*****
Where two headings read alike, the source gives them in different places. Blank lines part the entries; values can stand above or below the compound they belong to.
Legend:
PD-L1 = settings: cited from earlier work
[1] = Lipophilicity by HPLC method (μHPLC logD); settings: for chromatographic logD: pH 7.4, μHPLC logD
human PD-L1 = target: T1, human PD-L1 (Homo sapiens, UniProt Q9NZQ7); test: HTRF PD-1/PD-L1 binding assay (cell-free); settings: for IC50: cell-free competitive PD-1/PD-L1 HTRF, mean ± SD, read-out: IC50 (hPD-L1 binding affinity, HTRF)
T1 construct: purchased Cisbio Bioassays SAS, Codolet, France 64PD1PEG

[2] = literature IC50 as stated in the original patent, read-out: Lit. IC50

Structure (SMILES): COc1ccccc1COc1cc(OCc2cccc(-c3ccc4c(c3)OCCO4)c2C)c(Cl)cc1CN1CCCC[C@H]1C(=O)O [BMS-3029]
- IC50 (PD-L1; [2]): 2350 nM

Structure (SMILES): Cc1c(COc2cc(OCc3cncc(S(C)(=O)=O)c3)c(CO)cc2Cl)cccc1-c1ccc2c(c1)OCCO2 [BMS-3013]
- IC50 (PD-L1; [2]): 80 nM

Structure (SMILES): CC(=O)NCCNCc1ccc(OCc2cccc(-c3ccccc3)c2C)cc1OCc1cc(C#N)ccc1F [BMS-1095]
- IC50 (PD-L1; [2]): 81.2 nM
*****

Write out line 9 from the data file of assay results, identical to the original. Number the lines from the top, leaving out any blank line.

- IC50 (PD-L1; [2]): 2350 nM